I arrived in West Yellowstone, Montana, right around dusk, when the carved bears climbing the exterior walls of the ClubHouse Inn could initially be mistaken for the real thing—a risky, albeit hilarious, gamble on the part of the proprietors who were clearly waging that their guests wouldn’t suffer massive heartaches when they pulled aside their curtains in the morning.
I had just enough time to visit the Yellowstone Historic Center, located in the original 1909 Union Pacific Station, the oldest building in town, which used to bring travelers by rail to the doorstep of Yellowstone National Park. The center’s exhibits on the development of the town, as well as the earthquake of 1959 and the devastating fires of 1988 that burned fully one-third of the park’s 2.2 million acres, gave me a solid introduction to the region and its unrivaled beauty.
West Yellowstone is the most popular entrance to the park, with good reason: Its location right at the edge of the park and just a couple of minutes from the border with Wyoming make it a desirable place to stay. With enough solid dining options for your meals outside the park and shops to buy your souvenirs and your recommended can of bear spray, this is your best option for accommodations if you’re not staying within Yellowstone.
Tucked under a few layers of clothing to brace myself for the 29° weather the next morning, I hopped in my rental car and drove the two minutes to the park entrance. Even in the shoulder season, there’s a parade of cars entering the park every morning (another reason to skip coming here in summer—the notorious traffic jams are legion, clogged with the greatest concentration of the park’s annual four million visitors). The queue moved quickly, however, and the little bottleneck cleared out as everyone headed in different directions to explore the world’s first national park and one of the top five things to see in Wyoming.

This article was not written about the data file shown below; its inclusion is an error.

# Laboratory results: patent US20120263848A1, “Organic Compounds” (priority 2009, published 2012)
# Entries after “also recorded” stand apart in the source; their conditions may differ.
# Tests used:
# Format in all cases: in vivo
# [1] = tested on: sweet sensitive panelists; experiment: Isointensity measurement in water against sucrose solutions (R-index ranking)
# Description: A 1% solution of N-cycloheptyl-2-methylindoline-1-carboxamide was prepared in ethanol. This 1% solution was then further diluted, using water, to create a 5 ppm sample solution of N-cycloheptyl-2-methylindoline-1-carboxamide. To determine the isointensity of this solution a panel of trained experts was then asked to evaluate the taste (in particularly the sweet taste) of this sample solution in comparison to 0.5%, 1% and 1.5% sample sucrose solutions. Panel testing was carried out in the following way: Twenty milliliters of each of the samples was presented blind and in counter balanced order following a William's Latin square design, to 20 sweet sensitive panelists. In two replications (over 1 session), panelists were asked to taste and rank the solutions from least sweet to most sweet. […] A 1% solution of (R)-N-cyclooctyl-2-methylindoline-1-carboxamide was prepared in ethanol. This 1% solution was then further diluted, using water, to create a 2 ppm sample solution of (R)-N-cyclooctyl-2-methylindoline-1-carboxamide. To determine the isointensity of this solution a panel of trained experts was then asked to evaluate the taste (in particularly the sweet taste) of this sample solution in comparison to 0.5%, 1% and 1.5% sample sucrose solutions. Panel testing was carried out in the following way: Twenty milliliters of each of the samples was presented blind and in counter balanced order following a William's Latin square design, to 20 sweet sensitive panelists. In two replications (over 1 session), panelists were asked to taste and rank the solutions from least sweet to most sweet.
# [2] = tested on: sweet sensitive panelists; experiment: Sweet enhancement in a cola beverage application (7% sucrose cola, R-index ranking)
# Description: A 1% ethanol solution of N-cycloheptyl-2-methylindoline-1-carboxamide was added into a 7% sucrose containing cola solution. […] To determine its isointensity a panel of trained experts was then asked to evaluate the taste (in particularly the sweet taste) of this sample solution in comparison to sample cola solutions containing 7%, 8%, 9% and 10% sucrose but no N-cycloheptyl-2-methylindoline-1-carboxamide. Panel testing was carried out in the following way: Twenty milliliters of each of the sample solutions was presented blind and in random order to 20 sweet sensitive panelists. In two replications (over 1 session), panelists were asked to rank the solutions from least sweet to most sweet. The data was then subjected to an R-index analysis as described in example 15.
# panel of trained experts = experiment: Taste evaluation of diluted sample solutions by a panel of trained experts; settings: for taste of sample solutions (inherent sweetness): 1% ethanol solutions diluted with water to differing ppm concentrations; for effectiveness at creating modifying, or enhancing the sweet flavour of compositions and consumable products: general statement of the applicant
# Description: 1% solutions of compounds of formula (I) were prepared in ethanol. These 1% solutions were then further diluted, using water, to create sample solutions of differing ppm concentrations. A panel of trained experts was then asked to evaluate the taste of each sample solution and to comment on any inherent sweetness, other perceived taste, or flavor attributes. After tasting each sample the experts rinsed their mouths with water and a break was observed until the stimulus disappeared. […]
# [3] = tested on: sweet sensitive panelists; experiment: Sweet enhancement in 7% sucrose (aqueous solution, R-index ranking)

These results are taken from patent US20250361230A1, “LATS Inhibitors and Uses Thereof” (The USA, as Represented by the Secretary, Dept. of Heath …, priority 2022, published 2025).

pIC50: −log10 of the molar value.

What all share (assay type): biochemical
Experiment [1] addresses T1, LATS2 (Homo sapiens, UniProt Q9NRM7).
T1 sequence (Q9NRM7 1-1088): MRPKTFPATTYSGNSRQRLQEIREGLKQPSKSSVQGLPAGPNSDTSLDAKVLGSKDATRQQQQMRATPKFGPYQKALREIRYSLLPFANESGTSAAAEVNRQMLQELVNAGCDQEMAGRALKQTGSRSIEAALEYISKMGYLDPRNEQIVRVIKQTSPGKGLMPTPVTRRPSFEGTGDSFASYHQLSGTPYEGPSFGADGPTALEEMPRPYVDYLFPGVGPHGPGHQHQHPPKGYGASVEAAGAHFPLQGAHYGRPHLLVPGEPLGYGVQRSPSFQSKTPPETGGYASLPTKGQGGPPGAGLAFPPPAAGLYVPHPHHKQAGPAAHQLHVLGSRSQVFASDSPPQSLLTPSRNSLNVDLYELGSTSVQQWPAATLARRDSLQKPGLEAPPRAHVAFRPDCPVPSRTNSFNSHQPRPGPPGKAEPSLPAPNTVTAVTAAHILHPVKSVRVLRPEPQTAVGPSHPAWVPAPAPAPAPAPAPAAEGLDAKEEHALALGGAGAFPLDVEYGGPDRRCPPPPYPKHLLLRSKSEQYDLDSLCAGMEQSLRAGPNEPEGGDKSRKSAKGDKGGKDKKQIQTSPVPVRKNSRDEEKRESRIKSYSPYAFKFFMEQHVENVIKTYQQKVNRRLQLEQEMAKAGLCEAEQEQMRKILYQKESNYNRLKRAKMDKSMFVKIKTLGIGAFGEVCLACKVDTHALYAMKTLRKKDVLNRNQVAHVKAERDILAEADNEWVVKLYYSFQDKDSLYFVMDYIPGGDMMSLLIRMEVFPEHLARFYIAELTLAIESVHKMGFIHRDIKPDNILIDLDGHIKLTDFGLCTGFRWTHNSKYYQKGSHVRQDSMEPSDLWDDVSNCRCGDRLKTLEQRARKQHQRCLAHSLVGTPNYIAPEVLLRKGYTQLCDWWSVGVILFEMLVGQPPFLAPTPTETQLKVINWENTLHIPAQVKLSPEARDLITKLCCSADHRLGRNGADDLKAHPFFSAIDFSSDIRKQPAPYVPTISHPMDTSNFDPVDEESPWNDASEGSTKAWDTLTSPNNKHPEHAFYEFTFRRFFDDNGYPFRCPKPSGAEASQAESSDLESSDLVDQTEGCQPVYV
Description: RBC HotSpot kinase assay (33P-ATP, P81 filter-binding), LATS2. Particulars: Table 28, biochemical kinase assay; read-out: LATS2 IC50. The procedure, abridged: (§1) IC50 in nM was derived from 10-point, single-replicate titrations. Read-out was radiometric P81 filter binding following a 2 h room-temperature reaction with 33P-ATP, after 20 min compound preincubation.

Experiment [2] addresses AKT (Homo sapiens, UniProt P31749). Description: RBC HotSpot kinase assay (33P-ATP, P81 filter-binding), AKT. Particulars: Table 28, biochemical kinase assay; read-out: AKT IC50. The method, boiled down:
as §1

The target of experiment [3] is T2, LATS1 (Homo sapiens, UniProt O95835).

Created in 1872 under the presidency of Theodore Roosevelt, Yellowstone National Park occupies a substantial chunk of northwestern Wyoming, with a couple of additional strips in Montana and a slice in Idaho. Teeming with geologic diversity and abundant wildlife, Yellowstone reigns as one of America’s most iconic natural areas. Visitors can enter the park from any direction, with five roads eventually leading to the figure-eight road in the heart of the park.
Entering from the west, I followed the road that hugs the Madison River until I arrived at my first stop, Gibbon Falls, easily accessed from along the Gibbon River. Noted for its unusual trapezoidal shape, the falls drop 84’ in a canyon where the stone walls certainly do look yellow. It wasn’t long after viewing the falls that I had my first wildlife encounter—a half-molted bison grazing on the shoulder of the road. Until you’re that close to one of these animals, you don’t realize how truly huge and powerful they are, and I instantly had new admiration for them, their horrendous plight over the past couple of centuries, and their current population rebound.
Entering the Norris Geyser Basin thermal area—the park’s oldest and hottest thermal area, where the highest recorded temperature stands at 495° (but that’s at 1,087′ below the surface)—I made my first stop at Artists Paintpots. Along a one-mile loop trail, I spied colorful hot springs and a couple of gurgling mudpots, one of the park’s many natural curiosities. When surface water collects in these shallow, impermeable pools, thermal water beneath them steams the water from below. Microorganisms that live in the water use the present hydrogen sulfide gas to convert the gas to sulfuric acid, which helps break down the lining rock into clay. When that mixes with the water, you get the viscous mudpots that bubble and pop as if you’re melting grayish cheese in a double boiler.
Heading north, I made my late-morning stop at the Mammoth Hot Springs area for an amble around this popular destination that draws visitors to terraces, mounds, and hills of shockingly white limestone, spiked with leafless dead trees and tinged with orange travertine.
I crossed the Wyoming border and exited the park into the tiny town of Gardiner, Montana. After lunch at the not-so-surprisingly named Two Bit Saloon, I spied elk wandering around the edges of the town before re-entering the park via the North Entrance and Roosevelt Arch. Since 1903, visitors have been passing through this tremendous stone archway, the cornerstone of which was laid by President Theodore Roosevelt and the top of which bears the inscription, “For the benefit and enjoyment of the people.”